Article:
By Sophia Weddle
You’ve probably noticed the recurring superhero TV shows and movies that continuously pop up in Hollywood, but the question remains of which are worthwhile, and which are duds. The Flash, a CW TV series released in 2014, has been available to stream on Netflix since October 4, 2016, resulting in all super fans and newcomers to stare wide-eyed at a screen for hours on end. With an Instagram following of 2.3 million, it has been almost impossible to avoid hearing about this prevalent show. I myself have not been an avid devotee of these types of television, but many had raved about The Flash so I decided to give it a try. Thus, my watching frenzy began through Netflix, on a dreary 10 AM Saturday morning.
The Flash is based off of the comic books on the superhero, The Flash-- a speedster who gained his powers from an explosion of a certain doctor’s particle accelerator. The Flash quickly harnesses his lightening-fast speed, encountering and fighting evil metahumans on a daily basis. With his team of scientifically talented experts, The Flash (or Barry Allen as he is known to most of the world) defeats and captures each powerful villain invading Central City. But, as most viewers are able to suspect by the end of the first episode, there is an underlying and catastrophic storyline involving Dr. Wells and Barry Allen-- one in which Barry’s closest confidante and savior from death, Dr. Wells, may not be who he says he is.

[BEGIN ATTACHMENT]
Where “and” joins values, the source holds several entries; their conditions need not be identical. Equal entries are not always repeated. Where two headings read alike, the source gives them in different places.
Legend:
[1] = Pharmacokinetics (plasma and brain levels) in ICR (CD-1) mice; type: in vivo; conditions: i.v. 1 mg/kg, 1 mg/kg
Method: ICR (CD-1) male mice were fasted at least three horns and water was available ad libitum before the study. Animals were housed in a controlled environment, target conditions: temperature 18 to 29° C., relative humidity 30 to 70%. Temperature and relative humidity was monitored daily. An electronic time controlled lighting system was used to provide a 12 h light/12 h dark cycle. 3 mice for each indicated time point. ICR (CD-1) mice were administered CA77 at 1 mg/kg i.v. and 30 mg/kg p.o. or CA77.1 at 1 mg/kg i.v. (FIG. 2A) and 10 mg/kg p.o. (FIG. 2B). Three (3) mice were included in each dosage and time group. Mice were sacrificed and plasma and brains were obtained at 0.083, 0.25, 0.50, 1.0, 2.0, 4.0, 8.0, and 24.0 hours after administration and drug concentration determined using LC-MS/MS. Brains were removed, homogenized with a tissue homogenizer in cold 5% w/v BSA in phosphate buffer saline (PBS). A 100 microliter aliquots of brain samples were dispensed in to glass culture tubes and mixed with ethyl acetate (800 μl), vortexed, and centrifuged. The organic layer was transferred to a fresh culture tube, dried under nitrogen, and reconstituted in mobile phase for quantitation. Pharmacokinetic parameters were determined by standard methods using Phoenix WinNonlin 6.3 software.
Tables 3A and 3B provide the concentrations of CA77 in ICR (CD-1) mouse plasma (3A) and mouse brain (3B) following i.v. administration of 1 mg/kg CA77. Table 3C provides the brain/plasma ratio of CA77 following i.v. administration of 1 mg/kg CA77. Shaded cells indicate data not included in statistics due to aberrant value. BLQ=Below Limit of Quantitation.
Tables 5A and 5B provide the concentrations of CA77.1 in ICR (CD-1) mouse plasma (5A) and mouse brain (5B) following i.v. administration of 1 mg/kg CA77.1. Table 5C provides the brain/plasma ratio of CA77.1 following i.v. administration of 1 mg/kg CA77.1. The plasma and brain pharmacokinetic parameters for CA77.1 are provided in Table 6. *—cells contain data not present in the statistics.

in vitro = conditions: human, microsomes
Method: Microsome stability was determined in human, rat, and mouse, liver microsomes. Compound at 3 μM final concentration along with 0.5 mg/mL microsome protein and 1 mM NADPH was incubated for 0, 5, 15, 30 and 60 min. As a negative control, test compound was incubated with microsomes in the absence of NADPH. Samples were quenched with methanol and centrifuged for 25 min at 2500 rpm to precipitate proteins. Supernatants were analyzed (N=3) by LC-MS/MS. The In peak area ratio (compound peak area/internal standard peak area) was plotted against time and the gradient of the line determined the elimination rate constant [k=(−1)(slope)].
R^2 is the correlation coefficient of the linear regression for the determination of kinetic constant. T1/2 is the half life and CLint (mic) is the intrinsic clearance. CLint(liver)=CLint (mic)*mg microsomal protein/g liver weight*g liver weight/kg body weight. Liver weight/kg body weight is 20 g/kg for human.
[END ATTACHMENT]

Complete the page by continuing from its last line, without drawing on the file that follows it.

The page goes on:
Just by the storyline, The Flash captured my attention (and also since I heard Robbie Amell was in the show). The first episode hooked me immediately, and lead to a succession of four more episodes throughout the day. Coupled with the outrageous events that occur in this series, there are unbelievable special effects of various sorts, such as supernatural lightning, super speed, and a tornado created by a weather-controlling metahuman. I quickly became entranced by this whimsical yet realistic show, and through every fight, death, or kiss, I fell in love with the characters all over again. I sincerely doubt that anyone else could portray Barry Allen AKA The Flash as powerfully and emotionally potent as the true superhero, Grant Gustin. If there were to be any faults, I would point towards the disconcerting moments in which Candice Patton’s character, Iris West, wears two different pairs of “fashionable” joggers/sweatpants in one episode. May God have mercy. Anyways, other than that unfortunate instance, The Flash is filled with impressive, lively episodes that never cease to open up the viewer’s imagination to the impossible, that are also grounded to the true message: love and family.
Overall, if only to give your mind a break from the repetitive activities of life and work, watch The Flash and get excited to see heartthrob Barry Allen battle metahumans and evil villains from the future for an hour every Tuesday night.